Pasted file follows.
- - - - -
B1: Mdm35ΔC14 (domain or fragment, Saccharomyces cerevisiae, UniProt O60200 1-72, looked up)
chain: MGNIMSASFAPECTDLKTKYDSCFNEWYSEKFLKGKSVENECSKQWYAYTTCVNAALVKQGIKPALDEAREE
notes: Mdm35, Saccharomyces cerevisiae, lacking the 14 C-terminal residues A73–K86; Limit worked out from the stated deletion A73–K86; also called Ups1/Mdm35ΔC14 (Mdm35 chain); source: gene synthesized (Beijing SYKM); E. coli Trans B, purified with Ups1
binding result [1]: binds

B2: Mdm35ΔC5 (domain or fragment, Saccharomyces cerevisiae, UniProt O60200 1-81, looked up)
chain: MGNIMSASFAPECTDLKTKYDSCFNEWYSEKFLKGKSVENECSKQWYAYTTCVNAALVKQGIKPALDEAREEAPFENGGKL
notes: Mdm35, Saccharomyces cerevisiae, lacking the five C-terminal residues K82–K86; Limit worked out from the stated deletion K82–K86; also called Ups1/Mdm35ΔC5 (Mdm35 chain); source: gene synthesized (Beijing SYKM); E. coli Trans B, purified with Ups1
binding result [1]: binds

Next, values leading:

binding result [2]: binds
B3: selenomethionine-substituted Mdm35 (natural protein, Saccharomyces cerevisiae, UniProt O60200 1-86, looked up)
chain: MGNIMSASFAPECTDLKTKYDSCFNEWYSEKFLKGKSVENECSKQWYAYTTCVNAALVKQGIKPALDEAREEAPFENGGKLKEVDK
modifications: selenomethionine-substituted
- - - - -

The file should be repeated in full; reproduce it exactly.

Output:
B1: Mdm35ΔC14 (domain or fragment, Saccharomyces cerevisiae, UniProt O60200 1-72, looked up)
chain: MGNIMSASFAPECTDLKTKYDSCFNEWYSEKFLKGKSVENECSKQWYAYTTCVNAALVKQGIKPALDEAREE
notes: Mdm35, Saccharomyces cerevisiae, lacking the 14 C-terminal residues A73–K86; Limit worked out from the stated deletion A73–K86; also called Ups1/Mdm35ΔC14 (Mdm35 chain); source: gene synthesized (Beijing SYKM); E. coli Trans B, purified with Ups1
binding result [1]: binds

B2: Mdm35ΔC5 (domain or fragment, Saccharomyces cerevisiae, UniProt O60200 1-81, looked up)
chain: MGNIMSASFAPECTDLKTKYDSCFNEWYSEKFLKGKSVENECSKQWYAYTTCVNAALVKQGIKPALDEAREEAPFENGGKL
notes: Mdm35, Saccharomyces cerevisiae, lacking the five C-terminal residues K82–K86; Limit worked out from the stated deletion K82–K86; also called Ups1/Mdm35ΔC5 (Mdm35 chain); source: gene synthesized (Beijing SYKM); E. coli Trans B, purified with Ups1
binding result [1]: binds

Next, values leading:

binding result [2]: binds
B3: selenomethionine-substituted Mdm35 (natural protein, Saccharomyces cerevisiae, UniProt O60200 1-86, looked up)
chain: MGNIMSASFAPECTDLKTKYDSCFNEWYSEKFLKGKSVENECSKQWYAYTTCVNAALVKQGIKPALDEAREEAPFENGGKLKEVDK
modifications: selenomethionine-substituted